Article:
News / Utah / 

Air Force Secretary Backs Utah Bid to Prevent Nuclear Dump

Air Force Secretary Backs Utah Bid to Prevent Nuclear Dump



This archived news story is available only for your personal, non-commercial use. Information in the story may be outdated or superseded by additional information. Reading or replaying the story in its archived form does not constitute a republication of the story.

SALT LAKE CITY (AP) -- Air Force Secretary Michael Wynne is backing a wilderness designation sought by Utah to prevent the Goshutes from hosting a nuclear waste repository on their reservation in Skull Valley, near the Utah Test and Training Range.

Wynne signed a letter Tuesday expressing support for the proposed wilderness area in the Cedar Mountains and other land-use restrictions near the reservation, The Salt Lake Tribune said.

Wynne said the Air Force was comfortable that the creation of the wilderness area would not impair the Air Force's ability to use the range.

"It's always a good sign when you have the secretary of the Air Force saying we're aware of this provision and we like it," said Mike Lee, counsel to Gov. Jon Huntsman Jr., who was in Washington this week lobbying members of Congress to adopt the wilderness language.

The restrictions are intended to prevent a rail line from being built to deliver waste to the Skull Valley Reservation.

The Cedar Mountain provision was included in the House-passed version of a major defense bill earlier this year, but not the Senate version.

The leaders of the House Armed Services Committee continue to support the measure, but it is not clear whether their Senate counterparts will agree to include it in the final version.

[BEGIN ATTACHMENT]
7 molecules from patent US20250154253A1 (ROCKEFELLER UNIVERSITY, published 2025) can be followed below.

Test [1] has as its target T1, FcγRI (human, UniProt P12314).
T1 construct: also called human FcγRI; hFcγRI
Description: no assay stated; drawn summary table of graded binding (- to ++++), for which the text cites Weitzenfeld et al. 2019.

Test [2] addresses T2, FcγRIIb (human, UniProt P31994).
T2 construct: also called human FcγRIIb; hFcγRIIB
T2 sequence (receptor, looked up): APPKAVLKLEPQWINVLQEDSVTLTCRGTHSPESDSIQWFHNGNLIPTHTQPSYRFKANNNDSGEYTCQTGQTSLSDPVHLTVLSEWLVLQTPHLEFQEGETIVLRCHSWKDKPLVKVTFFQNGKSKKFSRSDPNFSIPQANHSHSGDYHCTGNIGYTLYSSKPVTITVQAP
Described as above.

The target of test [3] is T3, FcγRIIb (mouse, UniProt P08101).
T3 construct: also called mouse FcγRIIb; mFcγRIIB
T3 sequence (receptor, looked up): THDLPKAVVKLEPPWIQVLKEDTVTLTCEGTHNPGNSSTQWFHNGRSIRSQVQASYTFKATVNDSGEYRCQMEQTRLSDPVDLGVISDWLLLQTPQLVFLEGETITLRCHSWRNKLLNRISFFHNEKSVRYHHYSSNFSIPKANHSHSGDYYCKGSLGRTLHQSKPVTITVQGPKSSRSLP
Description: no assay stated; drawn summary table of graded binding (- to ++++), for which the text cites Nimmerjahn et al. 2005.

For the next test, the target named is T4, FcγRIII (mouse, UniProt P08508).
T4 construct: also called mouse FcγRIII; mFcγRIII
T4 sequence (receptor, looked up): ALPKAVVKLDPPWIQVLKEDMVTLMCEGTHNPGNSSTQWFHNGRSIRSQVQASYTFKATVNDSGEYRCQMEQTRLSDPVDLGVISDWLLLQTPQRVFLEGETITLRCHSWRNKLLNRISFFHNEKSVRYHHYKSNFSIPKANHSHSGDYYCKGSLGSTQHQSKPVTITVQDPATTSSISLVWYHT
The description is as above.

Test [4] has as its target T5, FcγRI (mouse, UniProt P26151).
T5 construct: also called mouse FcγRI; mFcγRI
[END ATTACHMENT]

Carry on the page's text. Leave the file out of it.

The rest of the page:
The provision, sponsored by Rep. Bob Bishop, R-Utah, would create 100,000 acres of wilderness area.

Lee said the matter is still in play right now, and he likely will know more by the end of the week.

"It's uncertain who the real enemies of the proposal are," Lee told the Deseret Morning News. "Over the next 48 hours it will become clearer of what will happen. The lobbying effort has not stopped."

Sue Martin, spokeswoman for Private Fuel Storage, the utilities consortium behind the proposed repository, said the final language of the wilderness area designation would need to be examined before its exact impact would be known.

Martin said the site's license application, which the Nuclear Regulatory Commission has approved, allowed for a rail route to be built as well as possibly using heavy-haul trucks to transport waste.

(Copyright 2005 by The Associated Press. All Rights Reserved.)

SIGN UP FOR THE KSL.COM NEWSLETTER

Catch up on the top news and features from KSL.com, sent weekly.
By subscribing, you acknowledge and agree to KSL.com's Terms of Use and Privacy Policy.

KSL Weather Forecast